A SWOT analysis is a versatile business tool that can determine the Strengths, Weaknesses, Opportunities, and Threats relating to your organization.
You can apply it to the structure and output of your company as a whole or focus on the success of different departments and projects individually.
You might be thinking, fabulous; now I know what competitor SWOT analysis is, but I still have no clue how to use it.
Well, we’ve put together this comprehensive, step-by-step guide that highlights not only how you carry out a SWOT analysis, but also how to achieve quantifiable results from your investigation, so …
Let’s get started, shall we?
What's a SWOT Analysis?
Your strengths might include the things your company does well; your internal resources, tangible assets, and USP.
Conversely, to figure out your weaknesses, consider the things that are holding your business back, keeping it from reaching its full potential. Ask yourself, what resources/assets do you lack, what are your competitors doing better than you are?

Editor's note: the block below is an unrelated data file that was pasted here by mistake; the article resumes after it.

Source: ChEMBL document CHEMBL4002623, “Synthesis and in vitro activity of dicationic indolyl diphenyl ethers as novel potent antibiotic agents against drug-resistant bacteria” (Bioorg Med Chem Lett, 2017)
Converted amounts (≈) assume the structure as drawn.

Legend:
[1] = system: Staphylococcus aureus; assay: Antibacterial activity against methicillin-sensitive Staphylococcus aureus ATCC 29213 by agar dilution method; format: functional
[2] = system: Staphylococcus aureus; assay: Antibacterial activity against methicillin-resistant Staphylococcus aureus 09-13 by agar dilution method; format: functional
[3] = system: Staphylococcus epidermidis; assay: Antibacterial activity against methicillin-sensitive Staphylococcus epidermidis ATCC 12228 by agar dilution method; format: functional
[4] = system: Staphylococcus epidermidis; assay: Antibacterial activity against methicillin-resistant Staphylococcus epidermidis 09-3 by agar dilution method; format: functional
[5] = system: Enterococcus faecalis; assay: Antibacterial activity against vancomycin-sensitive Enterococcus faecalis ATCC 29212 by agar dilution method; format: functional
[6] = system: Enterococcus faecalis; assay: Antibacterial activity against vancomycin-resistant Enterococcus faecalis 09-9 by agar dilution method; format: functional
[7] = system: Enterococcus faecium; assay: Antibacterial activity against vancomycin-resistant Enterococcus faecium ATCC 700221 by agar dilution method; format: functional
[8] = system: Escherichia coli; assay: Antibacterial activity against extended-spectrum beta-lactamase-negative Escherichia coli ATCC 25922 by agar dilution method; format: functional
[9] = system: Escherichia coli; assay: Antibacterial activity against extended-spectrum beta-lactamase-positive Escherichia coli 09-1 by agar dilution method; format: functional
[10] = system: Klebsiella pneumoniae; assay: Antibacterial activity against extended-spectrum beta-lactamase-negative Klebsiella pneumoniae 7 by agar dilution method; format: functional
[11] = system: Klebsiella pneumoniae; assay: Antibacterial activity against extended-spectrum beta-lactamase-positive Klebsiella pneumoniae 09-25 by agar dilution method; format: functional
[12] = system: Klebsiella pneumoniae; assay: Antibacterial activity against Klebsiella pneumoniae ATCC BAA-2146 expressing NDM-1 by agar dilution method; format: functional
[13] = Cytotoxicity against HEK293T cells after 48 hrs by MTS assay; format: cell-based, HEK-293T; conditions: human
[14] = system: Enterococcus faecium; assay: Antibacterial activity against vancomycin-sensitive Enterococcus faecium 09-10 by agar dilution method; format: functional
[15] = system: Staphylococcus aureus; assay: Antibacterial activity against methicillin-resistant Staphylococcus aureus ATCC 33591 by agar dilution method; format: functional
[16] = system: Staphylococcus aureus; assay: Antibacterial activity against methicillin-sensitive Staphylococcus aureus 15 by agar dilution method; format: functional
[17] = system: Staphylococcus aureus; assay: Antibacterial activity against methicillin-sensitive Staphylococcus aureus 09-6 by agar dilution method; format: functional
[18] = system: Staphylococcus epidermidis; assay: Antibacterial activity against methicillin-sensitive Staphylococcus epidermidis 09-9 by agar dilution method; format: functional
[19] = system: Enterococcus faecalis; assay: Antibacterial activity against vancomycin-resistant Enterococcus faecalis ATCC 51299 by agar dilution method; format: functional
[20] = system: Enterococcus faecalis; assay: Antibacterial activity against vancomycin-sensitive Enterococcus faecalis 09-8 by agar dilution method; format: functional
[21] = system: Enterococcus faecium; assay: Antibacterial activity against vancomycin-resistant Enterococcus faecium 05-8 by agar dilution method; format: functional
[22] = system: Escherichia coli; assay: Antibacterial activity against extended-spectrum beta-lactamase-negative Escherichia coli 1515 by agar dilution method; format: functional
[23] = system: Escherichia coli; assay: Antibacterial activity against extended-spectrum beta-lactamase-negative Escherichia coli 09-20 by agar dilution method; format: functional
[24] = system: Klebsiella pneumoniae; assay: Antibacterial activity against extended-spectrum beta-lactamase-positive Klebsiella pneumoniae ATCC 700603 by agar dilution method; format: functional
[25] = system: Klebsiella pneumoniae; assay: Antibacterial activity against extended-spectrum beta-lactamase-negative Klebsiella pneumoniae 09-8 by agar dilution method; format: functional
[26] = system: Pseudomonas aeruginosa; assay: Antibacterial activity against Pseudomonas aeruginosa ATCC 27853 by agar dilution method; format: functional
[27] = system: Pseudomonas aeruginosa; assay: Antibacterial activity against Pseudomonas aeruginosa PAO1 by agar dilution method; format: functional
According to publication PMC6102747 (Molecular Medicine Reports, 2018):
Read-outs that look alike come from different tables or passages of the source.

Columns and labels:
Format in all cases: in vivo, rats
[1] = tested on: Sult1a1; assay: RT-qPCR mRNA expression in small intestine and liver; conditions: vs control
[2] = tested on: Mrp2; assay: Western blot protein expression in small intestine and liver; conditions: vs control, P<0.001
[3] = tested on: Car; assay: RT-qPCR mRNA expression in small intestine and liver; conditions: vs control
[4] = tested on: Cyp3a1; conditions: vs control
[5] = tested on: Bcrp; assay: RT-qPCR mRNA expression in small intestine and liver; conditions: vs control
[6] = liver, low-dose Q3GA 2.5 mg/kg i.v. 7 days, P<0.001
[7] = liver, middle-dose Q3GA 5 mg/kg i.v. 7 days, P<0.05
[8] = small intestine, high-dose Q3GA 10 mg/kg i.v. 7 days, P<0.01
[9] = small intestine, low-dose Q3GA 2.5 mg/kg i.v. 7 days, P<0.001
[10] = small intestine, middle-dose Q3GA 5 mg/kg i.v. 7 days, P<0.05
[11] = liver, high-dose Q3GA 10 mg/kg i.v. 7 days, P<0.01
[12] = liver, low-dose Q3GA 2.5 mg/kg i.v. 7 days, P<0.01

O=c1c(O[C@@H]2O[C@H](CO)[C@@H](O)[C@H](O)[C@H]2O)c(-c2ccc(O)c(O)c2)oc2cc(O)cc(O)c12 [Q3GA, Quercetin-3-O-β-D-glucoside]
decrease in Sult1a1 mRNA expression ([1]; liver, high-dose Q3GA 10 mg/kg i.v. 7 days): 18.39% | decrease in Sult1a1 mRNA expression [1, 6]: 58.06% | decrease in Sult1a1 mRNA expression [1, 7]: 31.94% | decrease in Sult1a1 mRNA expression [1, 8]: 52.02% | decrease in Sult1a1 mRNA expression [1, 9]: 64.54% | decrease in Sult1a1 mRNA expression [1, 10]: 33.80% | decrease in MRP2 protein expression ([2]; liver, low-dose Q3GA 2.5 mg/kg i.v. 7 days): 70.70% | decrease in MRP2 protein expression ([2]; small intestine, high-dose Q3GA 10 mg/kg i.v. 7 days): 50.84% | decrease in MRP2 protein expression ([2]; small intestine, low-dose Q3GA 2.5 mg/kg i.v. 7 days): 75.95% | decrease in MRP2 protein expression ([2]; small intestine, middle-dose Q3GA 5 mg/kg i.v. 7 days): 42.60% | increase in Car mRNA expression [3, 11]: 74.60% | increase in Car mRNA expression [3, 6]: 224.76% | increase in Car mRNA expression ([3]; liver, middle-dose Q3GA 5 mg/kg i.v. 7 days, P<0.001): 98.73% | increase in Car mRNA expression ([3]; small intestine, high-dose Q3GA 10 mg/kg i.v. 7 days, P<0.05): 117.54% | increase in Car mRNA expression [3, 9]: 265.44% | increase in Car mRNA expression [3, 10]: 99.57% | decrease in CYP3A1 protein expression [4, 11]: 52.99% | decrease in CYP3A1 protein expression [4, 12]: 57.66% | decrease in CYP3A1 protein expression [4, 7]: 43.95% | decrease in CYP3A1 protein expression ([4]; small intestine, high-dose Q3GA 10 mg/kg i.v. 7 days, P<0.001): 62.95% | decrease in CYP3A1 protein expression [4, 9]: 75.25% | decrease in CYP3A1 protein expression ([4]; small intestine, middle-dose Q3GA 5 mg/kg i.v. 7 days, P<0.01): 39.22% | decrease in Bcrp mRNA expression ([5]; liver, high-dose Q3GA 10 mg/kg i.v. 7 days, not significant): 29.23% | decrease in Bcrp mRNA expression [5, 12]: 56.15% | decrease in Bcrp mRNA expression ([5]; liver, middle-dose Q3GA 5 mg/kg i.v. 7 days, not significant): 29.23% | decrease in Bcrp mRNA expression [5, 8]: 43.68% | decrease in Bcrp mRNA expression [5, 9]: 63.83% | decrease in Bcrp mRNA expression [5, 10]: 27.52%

Opportunity denotes untapped potential—underserved markets for specific products, room to grow and expand, and an emerging need for your service in a particular area.
Whereas, threats are the things that may hinder your progress towards such opportunities. Specific threats could include emerging competitors, regulatory changes, negative press, bad reviews, and poor customer satisfaction.
How to Carry Out a Competitor SWOT Analysis
Below we provide a step-by-step guide as to how to conduct competitor SWOT analysis, first up, you need to identify your competitors...
1. Identify Your Competitors
Start with your top five direct competitors and work your way outwards to include:
- Indirect competitors. These will be key players within your industry or sphere whose products/services are different enough to your own that you’re not actively competing for customers.
- Aspirational competitors. Your aspirational competitors are leading companies within your field. Although you don't compete with them, you draw inspiration from them.